CBS’ broadcast of the 60th annual Grammy Awards live from New York’s Madison Square Garden fell to an all-time low among the key adult 18-49 demographic to a 5.9 rating, according to Nielsen. The three-and-a-half hour show averaged 19.8 million viewers, which won the night and still marked the highest-rated entertainment telecast since the Oscars on Feb. 26, 2017, but it was also the lowest viewer mark for the program since 2008, marking a 24 percent decline since last year.
CBS said the show performed well on its streaming service, CBS All Access, which could have pulled viewers away from the televised edition. According to CBS, viewership was up more than 40 percent on the service and it scored a near-record level of subscription sign-ups.
The politically-tinged show kicked off with an explosive performance by multi-nominee Kendrick Lamar (above), whose record, “Damn.”, went on to win five Grammys although it missed out on the big awards. Those—including album, record and song of the year — were scooped up by Bruno Mars’ more pop-friendly “24 K Magic.”
Singer and actress Janelle Monae gave a salute to the #MeToo and #TimesUp movements, as she introduced singer Kesha.
“We are also daughters, wives, sisters, mothers and human beings,” Monelle said. “We come in peace, but we mean business. And to those who would dare try to silence us, we offer two words: ‘Time’s up.’ We say ‘Time’s up’ for pay inequality; time’s up for discrimination; time’s up for harassment of any kind. And time’s up for the abuse of power – because, you see, it’s not just going on in Hollywood; it’s not just going on in Washington. It’s right here in our industry, as well.”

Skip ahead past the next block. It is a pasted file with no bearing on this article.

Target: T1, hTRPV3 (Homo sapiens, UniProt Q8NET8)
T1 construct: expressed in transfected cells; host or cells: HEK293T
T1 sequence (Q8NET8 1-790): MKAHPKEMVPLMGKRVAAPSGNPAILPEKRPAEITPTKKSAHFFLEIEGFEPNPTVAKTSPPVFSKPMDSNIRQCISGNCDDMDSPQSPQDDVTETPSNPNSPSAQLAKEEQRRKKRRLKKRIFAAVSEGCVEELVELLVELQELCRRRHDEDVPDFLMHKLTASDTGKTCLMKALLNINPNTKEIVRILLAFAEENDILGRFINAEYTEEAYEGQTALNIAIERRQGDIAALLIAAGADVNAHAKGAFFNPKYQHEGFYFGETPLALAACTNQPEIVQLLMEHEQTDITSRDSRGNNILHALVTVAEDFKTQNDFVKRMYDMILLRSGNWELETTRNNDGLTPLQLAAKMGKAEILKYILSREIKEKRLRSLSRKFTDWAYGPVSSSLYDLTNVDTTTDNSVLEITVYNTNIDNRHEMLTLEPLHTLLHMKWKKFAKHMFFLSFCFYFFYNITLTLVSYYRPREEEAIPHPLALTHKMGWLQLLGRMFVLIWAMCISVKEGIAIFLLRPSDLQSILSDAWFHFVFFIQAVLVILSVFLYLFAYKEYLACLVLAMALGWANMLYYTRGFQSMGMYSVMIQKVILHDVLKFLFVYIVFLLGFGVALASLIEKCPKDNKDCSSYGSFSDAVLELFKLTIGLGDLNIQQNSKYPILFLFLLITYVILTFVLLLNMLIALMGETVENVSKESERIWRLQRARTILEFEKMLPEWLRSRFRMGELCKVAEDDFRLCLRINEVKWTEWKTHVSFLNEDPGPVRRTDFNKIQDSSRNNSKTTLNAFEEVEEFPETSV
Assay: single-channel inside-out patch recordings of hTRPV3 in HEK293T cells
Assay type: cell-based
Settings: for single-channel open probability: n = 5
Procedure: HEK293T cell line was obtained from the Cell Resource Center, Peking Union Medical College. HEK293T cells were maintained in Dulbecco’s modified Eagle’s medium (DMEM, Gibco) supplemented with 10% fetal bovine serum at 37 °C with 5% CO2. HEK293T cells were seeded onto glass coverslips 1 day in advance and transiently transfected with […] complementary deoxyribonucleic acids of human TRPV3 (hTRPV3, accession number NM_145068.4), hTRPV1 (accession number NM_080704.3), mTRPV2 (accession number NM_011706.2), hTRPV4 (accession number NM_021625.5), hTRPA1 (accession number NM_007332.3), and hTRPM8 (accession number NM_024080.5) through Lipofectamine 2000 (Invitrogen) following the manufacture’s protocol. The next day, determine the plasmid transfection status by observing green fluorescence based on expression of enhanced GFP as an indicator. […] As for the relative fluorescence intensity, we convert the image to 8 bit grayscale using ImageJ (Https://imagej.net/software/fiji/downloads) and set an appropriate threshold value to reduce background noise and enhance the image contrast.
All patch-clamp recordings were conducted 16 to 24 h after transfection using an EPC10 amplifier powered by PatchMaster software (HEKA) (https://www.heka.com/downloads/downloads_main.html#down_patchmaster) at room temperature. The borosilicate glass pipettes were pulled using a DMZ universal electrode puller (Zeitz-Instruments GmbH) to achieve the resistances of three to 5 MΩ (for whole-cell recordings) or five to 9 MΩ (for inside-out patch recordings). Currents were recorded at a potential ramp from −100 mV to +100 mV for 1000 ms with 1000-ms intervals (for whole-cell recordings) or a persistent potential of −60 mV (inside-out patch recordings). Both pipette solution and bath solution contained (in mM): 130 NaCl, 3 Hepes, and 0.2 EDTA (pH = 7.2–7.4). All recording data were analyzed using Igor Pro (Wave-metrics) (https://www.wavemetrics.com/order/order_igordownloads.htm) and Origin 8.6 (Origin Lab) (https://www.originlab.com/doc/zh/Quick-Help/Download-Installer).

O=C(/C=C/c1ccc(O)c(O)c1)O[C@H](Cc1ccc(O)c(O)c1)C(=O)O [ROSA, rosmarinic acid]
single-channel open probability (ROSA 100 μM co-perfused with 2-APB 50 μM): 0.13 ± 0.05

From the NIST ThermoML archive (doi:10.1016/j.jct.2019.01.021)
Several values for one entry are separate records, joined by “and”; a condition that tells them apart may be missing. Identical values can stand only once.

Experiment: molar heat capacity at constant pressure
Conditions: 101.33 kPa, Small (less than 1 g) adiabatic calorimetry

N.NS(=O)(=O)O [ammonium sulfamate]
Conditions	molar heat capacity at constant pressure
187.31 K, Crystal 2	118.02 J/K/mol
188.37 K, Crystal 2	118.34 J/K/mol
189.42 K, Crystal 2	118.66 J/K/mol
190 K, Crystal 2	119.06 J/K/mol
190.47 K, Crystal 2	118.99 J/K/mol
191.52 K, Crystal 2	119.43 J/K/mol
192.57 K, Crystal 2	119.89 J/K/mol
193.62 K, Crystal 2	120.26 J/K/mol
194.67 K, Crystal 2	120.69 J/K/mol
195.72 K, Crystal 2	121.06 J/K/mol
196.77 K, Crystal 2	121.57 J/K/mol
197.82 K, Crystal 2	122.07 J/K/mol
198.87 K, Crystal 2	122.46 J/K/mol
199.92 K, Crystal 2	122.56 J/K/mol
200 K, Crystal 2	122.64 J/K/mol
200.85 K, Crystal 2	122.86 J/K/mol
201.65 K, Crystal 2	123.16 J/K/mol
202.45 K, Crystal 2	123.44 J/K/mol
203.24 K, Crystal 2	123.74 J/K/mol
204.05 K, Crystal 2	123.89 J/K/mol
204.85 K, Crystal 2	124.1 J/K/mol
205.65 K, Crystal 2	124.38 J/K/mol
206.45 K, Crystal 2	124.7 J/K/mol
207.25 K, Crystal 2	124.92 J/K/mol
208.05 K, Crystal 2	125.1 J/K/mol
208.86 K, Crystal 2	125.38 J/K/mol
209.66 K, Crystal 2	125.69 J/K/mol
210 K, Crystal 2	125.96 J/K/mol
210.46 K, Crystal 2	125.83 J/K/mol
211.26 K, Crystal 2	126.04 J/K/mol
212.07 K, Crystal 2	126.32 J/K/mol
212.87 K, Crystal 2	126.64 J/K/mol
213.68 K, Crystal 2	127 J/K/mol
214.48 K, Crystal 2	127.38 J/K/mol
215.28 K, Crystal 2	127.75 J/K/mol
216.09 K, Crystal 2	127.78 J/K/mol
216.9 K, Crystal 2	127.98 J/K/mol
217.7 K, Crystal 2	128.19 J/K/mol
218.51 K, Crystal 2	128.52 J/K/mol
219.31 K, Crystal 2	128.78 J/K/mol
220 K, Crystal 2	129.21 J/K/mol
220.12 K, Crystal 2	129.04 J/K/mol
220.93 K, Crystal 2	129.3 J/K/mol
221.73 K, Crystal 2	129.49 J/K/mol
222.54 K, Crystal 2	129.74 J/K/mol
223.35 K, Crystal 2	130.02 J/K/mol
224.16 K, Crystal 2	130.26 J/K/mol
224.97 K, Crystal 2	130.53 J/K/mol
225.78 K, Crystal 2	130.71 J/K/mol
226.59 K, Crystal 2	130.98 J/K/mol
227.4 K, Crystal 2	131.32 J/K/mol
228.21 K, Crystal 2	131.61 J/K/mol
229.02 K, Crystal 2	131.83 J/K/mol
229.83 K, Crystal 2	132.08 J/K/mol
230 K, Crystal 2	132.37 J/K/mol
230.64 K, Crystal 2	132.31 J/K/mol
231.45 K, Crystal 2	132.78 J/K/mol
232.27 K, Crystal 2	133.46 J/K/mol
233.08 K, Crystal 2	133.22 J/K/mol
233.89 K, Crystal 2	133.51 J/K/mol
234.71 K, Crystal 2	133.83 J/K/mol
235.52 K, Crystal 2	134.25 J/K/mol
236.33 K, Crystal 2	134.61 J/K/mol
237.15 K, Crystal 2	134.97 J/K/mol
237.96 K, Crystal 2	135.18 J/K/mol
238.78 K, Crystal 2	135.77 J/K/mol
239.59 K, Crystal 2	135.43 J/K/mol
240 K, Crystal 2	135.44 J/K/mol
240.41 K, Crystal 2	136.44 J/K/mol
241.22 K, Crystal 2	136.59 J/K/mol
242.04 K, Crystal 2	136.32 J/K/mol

Kesha was joined by a chorus of women — including Cyndi Lauper Camila Cabello, Andra Day, and the Resistance Revival Chorus, all dressed in white — as she belted out her anthem of survival, “Prayin’,” off of her album “Rainbow.” Kesha spent several years in court battles with producer Dr. Luke after alleging that he sexually and emotionally abused her, while he countersued for breach of contract and defamation. A New York court dismissed all of Kesha’s charges of abuse in April 2016, and while the singer isn’t backing off on her claims, she went ahead and released “Rainbow” on Dr. Luke’s Kemosabe Records label in August 2017, saying she just wanted to get the emotional album out to her fans.
Other highlights included performances from Broadway stars Ben Platt, who sang “Somewhere” from West Side Story, and Patti LaPone, who sang “Don’t Cry for Me, Argentina” from Evita.
Elton John, in advance of his Grammy special “I’m Still Standing” to be taped on Jan. 30 and broadcast later this year, paired with Miley Cyrus for a duet of “Tiny Dancer.” And U2 turned in a freezing, pre-taped performance of “Get Out of Your Own Way” from a barge in New York harbor.
The least-watched Grammys came in 1995, when the broadcast only attracted 11.25 million viewers and tied the 1975 show for the all-time low among viewers, reports The Hollywood Reporter.
[Images courtesy of John P. Filo/CBS]